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COVID-19 could close LaBrasca's Pizza if business doesn't pick up

LaBrasca's Pizza, in business nearly 55 years, could shut its doors if sales don't pick up.

COLUMBIA, S.C. — A Columbia staple could soon shut its doors if sales don't pick up.

LaBrasca's Pizza, in business for nearly 55 years, is running on fumes because of the pandemic.

But there is hope, thanks to a loyal customer base that's helped before.

"It's a family place, it's got the family atmosphere. You don't find many places like that anymore," said Jo Mims, a LaBrasca's employee of 45 years who recently retired.

LaBrasca's recently earned their 6th consecutive win for Columbia's best pizza. Now, they are on the verge of closing.

Co-owner, Milly Wilson, posted an update on her Facebook page this week. 

"[I said] the pandemic is going to put us under. We're struggling to keep our heads afloat and we don't know how much longer we're gonna be able to stay above water," said Wilson.

Since the start of the pandemic, the restaurant stayed open.

They kept full-time employees and even started making their own crust in-house after their distributor went out of business in June.

"During the takeout only we were doing amazing, and that's when we decided not to take a loan," Wilson said. "We were like, 'If this keeps up we're going to be OK.' But when restaurants started opening up again, everything just stopped."

Currently, LaBrasca's is operating at 50% capacity at the front of the restaurant and full capacity at the back.

Most South Carolina restaurants are still at 50% capacity, according to Bobby Williams, Chairman of the South Carolina Restaurant and Lodging Association and CEO of Lizard's Thicket.

Williams says right now, customers prefer dining at places where they can socially distance.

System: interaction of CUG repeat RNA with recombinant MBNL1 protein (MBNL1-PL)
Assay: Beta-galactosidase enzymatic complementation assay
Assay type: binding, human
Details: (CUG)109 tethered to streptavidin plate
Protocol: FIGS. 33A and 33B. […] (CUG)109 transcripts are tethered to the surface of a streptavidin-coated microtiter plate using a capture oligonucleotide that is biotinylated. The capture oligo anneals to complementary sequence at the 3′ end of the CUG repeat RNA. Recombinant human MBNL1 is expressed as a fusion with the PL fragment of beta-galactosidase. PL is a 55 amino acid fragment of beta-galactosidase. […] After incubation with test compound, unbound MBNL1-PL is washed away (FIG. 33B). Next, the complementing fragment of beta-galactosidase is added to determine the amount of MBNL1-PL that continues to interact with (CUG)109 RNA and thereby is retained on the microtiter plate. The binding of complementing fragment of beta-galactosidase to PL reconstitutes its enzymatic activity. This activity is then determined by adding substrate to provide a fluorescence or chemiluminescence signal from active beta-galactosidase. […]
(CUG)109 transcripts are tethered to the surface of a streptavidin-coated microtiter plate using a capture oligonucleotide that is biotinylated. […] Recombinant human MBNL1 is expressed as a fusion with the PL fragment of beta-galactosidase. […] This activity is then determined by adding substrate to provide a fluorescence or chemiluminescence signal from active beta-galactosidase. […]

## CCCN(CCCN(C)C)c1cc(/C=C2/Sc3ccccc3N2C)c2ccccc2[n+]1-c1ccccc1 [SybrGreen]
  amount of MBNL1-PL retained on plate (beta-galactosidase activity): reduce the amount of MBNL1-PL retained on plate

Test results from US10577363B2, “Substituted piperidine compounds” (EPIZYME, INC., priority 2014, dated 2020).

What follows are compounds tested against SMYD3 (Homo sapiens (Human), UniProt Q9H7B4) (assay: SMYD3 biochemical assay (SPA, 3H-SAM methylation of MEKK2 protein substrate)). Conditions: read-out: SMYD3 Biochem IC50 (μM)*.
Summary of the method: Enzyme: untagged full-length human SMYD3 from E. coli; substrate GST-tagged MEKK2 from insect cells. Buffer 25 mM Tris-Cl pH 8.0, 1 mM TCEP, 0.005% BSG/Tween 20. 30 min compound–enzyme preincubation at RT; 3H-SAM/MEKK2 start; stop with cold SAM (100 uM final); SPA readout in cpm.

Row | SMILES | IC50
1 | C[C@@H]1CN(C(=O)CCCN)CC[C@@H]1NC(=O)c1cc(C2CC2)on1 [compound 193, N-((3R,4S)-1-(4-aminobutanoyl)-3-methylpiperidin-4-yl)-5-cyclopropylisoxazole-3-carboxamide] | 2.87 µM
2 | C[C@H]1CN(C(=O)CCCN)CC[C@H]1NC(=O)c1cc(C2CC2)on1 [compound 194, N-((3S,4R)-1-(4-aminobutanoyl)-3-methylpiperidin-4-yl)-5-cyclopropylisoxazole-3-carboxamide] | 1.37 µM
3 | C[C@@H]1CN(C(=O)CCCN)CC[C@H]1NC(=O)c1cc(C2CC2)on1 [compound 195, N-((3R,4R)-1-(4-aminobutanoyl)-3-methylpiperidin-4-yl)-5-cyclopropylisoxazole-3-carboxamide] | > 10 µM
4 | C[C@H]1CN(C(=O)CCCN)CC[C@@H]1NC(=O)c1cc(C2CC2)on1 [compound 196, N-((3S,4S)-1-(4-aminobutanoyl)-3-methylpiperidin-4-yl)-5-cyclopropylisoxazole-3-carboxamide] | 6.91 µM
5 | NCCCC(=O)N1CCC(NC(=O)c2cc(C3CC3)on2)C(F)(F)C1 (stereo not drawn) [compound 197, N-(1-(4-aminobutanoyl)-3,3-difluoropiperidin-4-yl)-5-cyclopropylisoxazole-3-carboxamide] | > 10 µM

"We thought we turned the corner several weeks ago," he said. "We opened up the dining rooms to 100%, but what we found is that the customers are not ready to go out to a busy restaurant."

Many restaurants are staying afloat with carry-out options and outdoor seating.

Williams says, the problem is, once the colder weather arrives, the patio option will take a hit which may force some businesses to close.

"The upstate right now has done a pretty good job with outdoor dining. But now with the cold weather, people don't want to sit outside," said Williams. "I hate to see any of them close, but...unfortunately I believe it's gonna be a dark winter."

"We were really looking forward to it carrying us through November. We looked forward to Thanksgiving, but now it's not going to happen."

During the flood, LaBrasca's customers helped rebuild the restaurant.

Credit: LaBrasca's

"The people in the neighborhood love LaBrasca's and they don't want to see it go down," said Johnnie Rosborough, a former LaBrasca's employee of 45 years, who dined with friends at the restaurant Wednesday.

During the pandemic, there's hope for yet another revival.

"Just don't give up on us," said Wilson. "You don't give up, we don't give up." 

The cancelled State Fair also took at big bite out of LaBrasca's revenue. They lost the bulk of their yearly income without their pizza wagon at the event.

Shortly after Wilson's Facebook post, offers came in from customers wanting to help. Lines also showed up at the restaurant, similar to the pre-pandemic days.

"We don't want money. We just want our customers back," said Wilson, who despite pandemic woes, is still organizing uplifting community events at LaBrasca's.

As for another round of PPP loans for restaurants, Williams doesn't expect that to come until 2021.

"I think it will be late spring before we get back, hopefully, to norm," he said.


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